In June 2017, I received my Ph.D. at the University of Washington under the guidance of Professor Stuart Lingo. My dissertation, entitled “Body and Apparition: Material Presence in Sixteenth-Century Italian Religious Sculpture,” explores the resonance of sculpture in sacred spaces through a series of case studies, including multimedia constructions like the Santa Casa di Loreto, monolithic compositions such as Michelangelo’s Risen Christ in Rome, and large-scale terracotta compositions like Antonio Begarelli’s Deposition in Modena. Underpinning these select discussions, the dissertation investigates the materiality of sculptural installations: for example, how clay or marble symbolically and materially effect the religious experience. This approach seeks to bring questions of materiality into debates regarding the design and construction of sacred interiors, and expose early modern interactions with the physical traits of sculpture. Similarly, my master’s thesis, also with Professor Stuart Lingo, addressed the materiality of sculptural installations in a secular context. The thesis, “Nicolas Cordier’s Il Moro: The African as “Christian Antiquity” in Early Modern Rome,” reevaluates an early seventeenth-century, polychromatic sculpture and its original display within the Villa Borghese in light of the religious and political machinations of the commissioning papal family.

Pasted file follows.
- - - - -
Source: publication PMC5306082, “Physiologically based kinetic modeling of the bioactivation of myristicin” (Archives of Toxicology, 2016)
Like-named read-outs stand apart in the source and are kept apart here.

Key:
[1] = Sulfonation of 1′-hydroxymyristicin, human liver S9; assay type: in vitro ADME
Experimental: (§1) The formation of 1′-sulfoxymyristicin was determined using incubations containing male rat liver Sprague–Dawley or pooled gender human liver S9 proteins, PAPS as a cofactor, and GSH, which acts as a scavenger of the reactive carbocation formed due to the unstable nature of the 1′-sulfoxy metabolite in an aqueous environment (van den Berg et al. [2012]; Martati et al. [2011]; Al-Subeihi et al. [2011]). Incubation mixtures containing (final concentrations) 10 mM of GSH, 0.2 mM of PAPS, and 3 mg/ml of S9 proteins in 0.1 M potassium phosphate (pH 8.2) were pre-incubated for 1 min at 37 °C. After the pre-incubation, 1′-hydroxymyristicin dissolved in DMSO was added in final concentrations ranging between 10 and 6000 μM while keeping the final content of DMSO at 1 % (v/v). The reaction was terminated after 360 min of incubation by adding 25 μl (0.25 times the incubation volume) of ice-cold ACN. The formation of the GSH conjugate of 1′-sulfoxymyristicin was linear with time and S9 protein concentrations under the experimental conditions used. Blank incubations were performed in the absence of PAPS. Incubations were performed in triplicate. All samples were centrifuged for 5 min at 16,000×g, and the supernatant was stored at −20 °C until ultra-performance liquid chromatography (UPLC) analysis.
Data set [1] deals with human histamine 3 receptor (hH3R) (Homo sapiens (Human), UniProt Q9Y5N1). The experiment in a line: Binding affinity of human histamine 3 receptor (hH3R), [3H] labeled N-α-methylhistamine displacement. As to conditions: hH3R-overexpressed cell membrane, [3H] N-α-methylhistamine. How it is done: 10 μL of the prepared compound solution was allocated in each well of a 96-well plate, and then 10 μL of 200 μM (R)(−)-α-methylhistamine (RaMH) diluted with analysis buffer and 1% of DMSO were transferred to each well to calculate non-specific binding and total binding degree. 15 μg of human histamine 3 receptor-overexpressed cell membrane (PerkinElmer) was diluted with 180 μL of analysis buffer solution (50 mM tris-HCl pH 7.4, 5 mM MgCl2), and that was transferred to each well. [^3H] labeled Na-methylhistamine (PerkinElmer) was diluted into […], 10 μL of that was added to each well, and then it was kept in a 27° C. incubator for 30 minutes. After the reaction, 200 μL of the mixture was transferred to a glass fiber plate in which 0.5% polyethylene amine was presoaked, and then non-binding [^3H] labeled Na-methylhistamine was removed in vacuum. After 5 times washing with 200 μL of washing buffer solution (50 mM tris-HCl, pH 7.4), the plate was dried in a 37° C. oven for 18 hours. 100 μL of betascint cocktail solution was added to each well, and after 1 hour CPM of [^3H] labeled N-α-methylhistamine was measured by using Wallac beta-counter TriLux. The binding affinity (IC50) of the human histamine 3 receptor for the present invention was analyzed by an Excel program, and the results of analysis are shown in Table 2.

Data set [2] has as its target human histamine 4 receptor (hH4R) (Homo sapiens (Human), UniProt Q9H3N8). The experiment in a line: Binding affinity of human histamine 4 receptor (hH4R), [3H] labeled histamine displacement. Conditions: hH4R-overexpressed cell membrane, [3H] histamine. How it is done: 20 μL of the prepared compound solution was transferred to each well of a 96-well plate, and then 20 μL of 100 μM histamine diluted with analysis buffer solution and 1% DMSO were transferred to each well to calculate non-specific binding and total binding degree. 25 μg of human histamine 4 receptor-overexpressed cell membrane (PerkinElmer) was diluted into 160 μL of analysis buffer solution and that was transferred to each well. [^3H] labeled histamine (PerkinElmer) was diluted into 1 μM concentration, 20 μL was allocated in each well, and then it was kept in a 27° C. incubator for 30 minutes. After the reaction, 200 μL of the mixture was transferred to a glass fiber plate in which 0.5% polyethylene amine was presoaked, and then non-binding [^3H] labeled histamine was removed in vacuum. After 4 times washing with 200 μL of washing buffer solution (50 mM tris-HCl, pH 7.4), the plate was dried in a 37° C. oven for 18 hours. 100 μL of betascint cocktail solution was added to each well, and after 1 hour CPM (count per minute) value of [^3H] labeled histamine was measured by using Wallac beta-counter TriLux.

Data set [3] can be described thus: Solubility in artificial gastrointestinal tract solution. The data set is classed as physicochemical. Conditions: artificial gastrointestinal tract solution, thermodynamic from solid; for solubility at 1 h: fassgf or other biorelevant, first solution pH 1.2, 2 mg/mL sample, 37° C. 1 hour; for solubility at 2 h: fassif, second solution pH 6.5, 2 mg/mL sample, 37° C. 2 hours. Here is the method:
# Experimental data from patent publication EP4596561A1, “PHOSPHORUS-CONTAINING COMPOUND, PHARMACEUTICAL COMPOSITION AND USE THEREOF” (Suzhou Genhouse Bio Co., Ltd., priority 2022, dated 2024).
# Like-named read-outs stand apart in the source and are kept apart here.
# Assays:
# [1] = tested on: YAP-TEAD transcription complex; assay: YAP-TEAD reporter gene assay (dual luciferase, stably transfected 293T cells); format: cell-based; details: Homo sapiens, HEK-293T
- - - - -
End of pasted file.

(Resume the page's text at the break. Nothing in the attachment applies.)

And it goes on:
I have presented various aspects of my master’s and PhD research, and current explorations regarding the Santa Casa at workshops and conferences in multiple academic venues (see the list below). The Samuel H. Kress Foundation, the Medici Archives Project, and the Florentine Istituto Universitario Olandese have supported my research endeavors. Between 2014 and 2017, I received the Nordstrom Art Scholarship in recognition of academic achievement (2014), the de Cillia Teaching with Excellence Award (2016), and the de Cillia Graduating with Excellence Award (2017). Upon graduation in 2017, I received the Dean’s Medal for the Humanities at the University of Washington.